Exclusive: Son Of Rambow's Mum Speaks

A chat with Jessica Stevenson

It’s all go for the alumni of Spaced in 2007. Simon Pegg, Nick Frost and Edgar Wright have been difficult to miss around these parts as they launch Hot Fuzz; Michael Smiley (you might know him better as ‘Tyres’) is up to his knees in spooky stuff with a role in Outpost, currently shooting in Glasgow. Jessica Stevenson meanwhile, has been keeping busy on the Mitchell & Webb movie Magicians, but also plays a key role in Garth Jennings’ forthcoming film Son Of Rambow. We were chatting to Jessica recently, and she told us all about it.

”It’s a great little film, Hammer & Tongs have been working on it for about six years,” she told us during a break on the Magicians set. “Hitchhiker’s Guide To The Galaxy obviously came in the middle of that, and as a kind of result, that film was successful enough for them to get Son Of Rambow off the ground. It’s a pair of eleven year olds starring in this buddy film, as they try to make this film called Son Of Rambow, which is a kind of hybrid / off-shoot / ‘inspired-by’ remake of First Blood.”

With Stevenson clearly on an enthusiastic roll, Empire wasn’t about to interrupt. “One of the boys, Will, is Plymouth Brethren, who’s never watched television before, and isn’t allowed to watch television. But he sees a video of First Blood in the house of his new best friend, Lee Carter. Lee isn’t Plymouth Brethren, and lives with his brother but no parents, in a kind of domestic annex of an old people’s home while his real parents are off in… Spain or somewhere. So they’re kind of opposites, and become friends. Lee wants to make a film, and Will agrees to star in it and help him, so the film is about them making the film and becoming friends.”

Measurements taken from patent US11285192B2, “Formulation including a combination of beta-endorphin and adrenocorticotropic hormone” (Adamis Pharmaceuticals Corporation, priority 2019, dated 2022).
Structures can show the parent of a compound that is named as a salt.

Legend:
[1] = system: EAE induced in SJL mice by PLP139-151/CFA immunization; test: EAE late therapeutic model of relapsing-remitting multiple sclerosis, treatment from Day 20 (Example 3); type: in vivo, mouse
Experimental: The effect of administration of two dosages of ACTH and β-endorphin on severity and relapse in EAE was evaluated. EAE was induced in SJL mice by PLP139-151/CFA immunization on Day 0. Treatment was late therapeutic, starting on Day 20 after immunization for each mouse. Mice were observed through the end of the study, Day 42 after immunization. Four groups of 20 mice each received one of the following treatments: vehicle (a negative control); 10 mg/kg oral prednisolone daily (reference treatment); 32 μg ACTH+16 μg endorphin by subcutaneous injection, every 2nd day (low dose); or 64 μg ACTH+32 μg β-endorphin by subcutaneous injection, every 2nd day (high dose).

But where does she fit into all of this? “I play Will’s mother, and there’s a little story going on there. The film’s partly about freedom – you know, kids on bikes and having total freedom to do whatever they want. And Will has to rob that freedom, because he comes from a very strict upbringing, and that’s the part of the story that I’m involved in – through Will, I make some quite big decisions, but it’s mainly led by my boy.”

When we bring up the subject of films about kids from this side of the pond, Jessica beams. “It’s so terrific having a really good British kids film. I’m a big fan of the ‘80s but the films from then that really stayed with me were American – I love The Goonies, and Bugsy Malone (although okay, that wasn’t American, but it projects an American sensibility) and Neverending Story, E.T. Its so great to be part of a kids film that I think is going to be really good – I can’t see how it couldn’t be – it’s been really well shot and well written, that feels like home. So I was thrilled to be part of that - it feels very exciting.”

There will be more on Son Of Rambow in the forthcoming issue of Empire.